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Why Developmental?

Do you need a developmental (also known as structural) edit?

Well, my short answer is YES. Whether you’re a first time novelist or a seasoned author. Always yes. Here’s why.

  • You don’t want to get to your final editing stage or beta reading stage before realizing there are huge plot holes or characterization problems.
  • It’s too hard to see gaps, inconsistencies, or points that just don’t make sense when you’re the one who wrote it, unless you leave it alone for about five years and then read it with fresh eyes.
  • While friends and family can give you feedback, most people aren’t used to reading critically. Finding the problems and seeing ways to fix them is a skill that just doesn’t come naturally to a lot of people, and hasn’t been practiced. If friends or relatives who read your manuscript do see issues, it’s often completely foreign to them to know how to pinpoint the source, let alone come up with and effectively communicate ideas for improvement.
  • On a related note, friends have a hard time being objective. They’re likely to read your work and think, “Wow! You wrote all this! It’s like a real book! It has a plot and characters and so many words! I could never do that—good job!” They’re not reading it with the same eyes as they would read a book they picked up at the library. And even if your friend has that ability, it can be hard to know how to express those opinions without the fear of hurting your feelings or making a ton of work for you. Or maybe they’re just not confident in their opinions. It’s intimidating to think of how much work has gone into writing this and then have to say, “Well, the whole second half kind of fell apart,” especially if they don’t feel like they have a clear idea of how to fix it. Nobody wants to crush an author’s dreams.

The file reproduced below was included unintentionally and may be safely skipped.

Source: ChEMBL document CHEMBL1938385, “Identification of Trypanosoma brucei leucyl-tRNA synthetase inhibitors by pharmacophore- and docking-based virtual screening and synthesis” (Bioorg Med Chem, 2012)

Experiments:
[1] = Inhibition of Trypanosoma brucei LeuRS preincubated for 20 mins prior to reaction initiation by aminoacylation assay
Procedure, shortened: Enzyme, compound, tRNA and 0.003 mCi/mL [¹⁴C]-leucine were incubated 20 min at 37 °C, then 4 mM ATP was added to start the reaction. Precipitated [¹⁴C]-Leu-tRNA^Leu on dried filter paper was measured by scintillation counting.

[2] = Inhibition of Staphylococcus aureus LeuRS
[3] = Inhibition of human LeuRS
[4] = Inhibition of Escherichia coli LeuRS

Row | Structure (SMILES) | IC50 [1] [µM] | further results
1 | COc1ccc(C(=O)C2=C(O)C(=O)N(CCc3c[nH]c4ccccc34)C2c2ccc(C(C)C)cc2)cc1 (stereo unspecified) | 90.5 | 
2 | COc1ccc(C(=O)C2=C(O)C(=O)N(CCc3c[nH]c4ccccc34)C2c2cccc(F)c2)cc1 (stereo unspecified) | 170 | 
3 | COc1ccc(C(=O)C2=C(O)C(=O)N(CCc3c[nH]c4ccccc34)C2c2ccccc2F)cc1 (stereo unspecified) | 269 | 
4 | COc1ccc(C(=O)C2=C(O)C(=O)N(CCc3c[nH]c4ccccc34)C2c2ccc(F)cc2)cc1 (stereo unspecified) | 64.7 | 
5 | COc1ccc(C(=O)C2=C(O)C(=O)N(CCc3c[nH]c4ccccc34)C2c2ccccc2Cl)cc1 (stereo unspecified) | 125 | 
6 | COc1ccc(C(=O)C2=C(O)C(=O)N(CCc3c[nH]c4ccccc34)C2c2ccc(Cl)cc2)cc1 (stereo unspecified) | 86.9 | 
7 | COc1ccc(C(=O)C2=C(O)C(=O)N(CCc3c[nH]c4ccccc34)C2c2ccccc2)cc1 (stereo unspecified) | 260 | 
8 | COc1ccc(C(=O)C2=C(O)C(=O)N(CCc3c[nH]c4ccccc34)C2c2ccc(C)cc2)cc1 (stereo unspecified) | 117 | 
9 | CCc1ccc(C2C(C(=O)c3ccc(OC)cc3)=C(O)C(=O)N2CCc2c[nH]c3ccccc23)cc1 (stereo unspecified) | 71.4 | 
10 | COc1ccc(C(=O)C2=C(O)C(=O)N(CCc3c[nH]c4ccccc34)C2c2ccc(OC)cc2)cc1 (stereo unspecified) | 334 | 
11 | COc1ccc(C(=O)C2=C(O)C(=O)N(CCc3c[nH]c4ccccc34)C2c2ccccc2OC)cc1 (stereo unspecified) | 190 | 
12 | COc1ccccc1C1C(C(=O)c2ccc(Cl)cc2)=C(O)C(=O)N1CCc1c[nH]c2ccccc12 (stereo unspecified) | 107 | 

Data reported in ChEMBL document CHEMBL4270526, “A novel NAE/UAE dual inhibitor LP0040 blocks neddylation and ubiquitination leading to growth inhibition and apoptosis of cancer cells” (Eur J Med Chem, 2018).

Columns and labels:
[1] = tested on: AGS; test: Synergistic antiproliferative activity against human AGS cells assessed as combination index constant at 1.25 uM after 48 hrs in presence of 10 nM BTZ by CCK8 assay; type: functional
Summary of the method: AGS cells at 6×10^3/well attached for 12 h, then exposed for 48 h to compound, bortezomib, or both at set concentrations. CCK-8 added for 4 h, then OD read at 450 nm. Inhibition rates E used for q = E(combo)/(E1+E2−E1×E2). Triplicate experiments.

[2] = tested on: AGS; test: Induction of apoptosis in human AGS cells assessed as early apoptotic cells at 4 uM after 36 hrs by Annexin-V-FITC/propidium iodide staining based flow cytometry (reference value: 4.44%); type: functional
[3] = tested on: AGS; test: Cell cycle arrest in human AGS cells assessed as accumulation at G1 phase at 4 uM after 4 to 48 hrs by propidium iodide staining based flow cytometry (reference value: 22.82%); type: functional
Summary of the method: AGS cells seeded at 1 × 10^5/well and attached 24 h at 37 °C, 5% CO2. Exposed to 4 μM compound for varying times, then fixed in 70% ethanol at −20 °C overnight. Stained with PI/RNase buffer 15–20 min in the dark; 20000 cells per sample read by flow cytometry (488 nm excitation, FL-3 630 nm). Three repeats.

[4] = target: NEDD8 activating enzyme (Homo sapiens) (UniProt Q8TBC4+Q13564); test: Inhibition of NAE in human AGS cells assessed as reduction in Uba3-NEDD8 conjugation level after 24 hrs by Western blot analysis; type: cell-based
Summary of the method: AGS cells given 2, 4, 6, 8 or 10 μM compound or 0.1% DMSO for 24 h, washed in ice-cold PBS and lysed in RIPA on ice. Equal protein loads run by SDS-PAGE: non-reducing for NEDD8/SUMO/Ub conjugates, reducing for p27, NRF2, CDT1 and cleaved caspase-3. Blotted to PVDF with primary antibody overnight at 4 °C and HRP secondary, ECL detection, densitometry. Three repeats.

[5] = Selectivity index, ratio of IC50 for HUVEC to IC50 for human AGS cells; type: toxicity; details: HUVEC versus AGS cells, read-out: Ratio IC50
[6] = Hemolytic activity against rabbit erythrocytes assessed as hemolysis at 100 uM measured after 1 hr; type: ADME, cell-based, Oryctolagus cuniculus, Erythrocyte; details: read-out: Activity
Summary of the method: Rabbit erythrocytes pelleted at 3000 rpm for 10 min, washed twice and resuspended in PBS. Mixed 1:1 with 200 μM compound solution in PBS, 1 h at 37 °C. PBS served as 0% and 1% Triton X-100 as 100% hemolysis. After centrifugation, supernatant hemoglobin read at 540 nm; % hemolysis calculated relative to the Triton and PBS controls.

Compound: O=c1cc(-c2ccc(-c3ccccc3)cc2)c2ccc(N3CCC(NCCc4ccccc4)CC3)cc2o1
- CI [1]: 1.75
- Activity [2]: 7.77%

• Your manuscript will be a whole lot easier to line edit if it’s already structurally sound. It’s distracting to try to edit a manuscript that has major problems. I have a hard time not pointing out the issues I notice, but if I do then I know the author will have to make major revisions, which will end up necessitating another full or partial line edit before the final proofread, which will cost you more.

So what exactly is a developmental edit? Well, you could think of it as serious alpha reading. And alpha comes before beta.

Different editors all do it a little differently, but mine consists of two parts. As I read your manuscript I make comments in the document itself—mostly asking questions that come to my mind or pointing out glaring inconsistencies. I also write up a 6- to 10-page critique describing the strengths and weaknesses I see in each chapter. I try to be detailed and clear so you know what works and what doesn’t and why, and I make suggestions on how to resolve each issue. After the chapter-by-chapter feedback I summarize the strengths and weaknesses of your plot, conflict, characterization, themes, dialogue, setting, and narrative voice, followed by a list of the issues I see as your top priority in revising.